Having reported in the pre-Twitter era, I’m familiar with how things used to work. Members of the media would spout off about objectivity when speaking publicly, yet they’d regularly speak among themselves and develop certain narratives that more often than not reinforced the liberal agenda — in down times before campaign rallies, or press conferences, or stakeouts, or at the bars. I went to Columbia Journalism School and and remember quite vividly how the next generation of journalists was distraught on election night 2000 when Florida was taken off the board for Al Gore.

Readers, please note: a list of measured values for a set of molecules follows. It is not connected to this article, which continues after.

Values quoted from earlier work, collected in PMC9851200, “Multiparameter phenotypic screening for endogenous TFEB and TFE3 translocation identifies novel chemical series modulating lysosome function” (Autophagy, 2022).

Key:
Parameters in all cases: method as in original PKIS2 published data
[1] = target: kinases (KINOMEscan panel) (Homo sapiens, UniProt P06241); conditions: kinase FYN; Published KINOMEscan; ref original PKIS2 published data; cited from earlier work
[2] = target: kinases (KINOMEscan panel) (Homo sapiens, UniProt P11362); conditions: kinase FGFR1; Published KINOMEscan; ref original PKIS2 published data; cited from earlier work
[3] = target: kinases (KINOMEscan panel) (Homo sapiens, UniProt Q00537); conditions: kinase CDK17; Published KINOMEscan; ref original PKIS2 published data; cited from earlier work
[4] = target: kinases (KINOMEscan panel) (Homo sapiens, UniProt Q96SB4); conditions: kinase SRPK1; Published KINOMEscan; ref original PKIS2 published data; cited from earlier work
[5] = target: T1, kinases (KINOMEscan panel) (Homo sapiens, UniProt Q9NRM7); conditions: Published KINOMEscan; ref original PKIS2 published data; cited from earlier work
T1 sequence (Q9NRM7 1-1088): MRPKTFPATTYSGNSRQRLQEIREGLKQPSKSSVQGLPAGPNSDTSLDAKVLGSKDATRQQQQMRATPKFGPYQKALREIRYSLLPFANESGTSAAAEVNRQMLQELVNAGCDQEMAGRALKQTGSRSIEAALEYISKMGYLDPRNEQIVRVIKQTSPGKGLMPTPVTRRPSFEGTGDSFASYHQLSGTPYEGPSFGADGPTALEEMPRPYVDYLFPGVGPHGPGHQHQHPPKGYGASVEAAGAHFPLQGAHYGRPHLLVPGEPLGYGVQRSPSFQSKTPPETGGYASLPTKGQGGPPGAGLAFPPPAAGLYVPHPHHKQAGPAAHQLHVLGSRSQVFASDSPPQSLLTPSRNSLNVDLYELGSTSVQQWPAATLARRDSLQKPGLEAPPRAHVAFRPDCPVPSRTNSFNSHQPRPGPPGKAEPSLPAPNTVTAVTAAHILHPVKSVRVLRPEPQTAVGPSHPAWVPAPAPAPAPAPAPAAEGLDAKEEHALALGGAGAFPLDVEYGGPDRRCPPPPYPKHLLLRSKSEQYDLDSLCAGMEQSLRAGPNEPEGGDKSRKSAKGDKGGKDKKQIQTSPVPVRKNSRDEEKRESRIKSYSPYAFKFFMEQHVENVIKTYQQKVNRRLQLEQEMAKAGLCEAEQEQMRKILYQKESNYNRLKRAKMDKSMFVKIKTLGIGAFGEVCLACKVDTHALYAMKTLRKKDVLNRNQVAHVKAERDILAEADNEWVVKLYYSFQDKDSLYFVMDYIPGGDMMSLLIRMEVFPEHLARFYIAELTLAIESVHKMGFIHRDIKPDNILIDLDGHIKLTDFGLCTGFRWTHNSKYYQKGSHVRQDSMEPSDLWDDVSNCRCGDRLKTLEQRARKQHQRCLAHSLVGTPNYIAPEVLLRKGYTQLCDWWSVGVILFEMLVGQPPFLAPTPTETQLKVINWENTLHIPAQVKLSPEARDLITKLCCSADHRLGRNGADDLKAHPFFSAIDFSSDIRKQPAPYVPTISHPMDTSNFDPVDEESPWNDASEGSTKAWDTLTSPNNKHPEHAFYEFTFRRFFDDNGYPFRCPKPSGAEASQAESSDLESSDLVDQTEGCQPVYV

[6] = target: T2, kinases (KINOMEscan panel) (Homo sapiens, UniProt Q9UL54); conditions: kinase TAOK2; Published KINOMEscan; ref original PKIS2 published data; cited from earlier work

Now, thanks to Twitter, none of this is hidden. We see all the snark and narrative building happen in real time, and can see how closely the tweets of reporters parallel Democratic talking points for the day. Democrats have lately decided to focus on Kavanaugh’s history of drinking in high school and college, and voila, we suddenly get an avalanche of stories that both A) Misrepresent Kavanaugh’s testimony to claim he denied drinking to excess and then B) Write stories debunking that straw man in an effort to make him seem less credible, thus calling into question his categorical denials of sexual assault.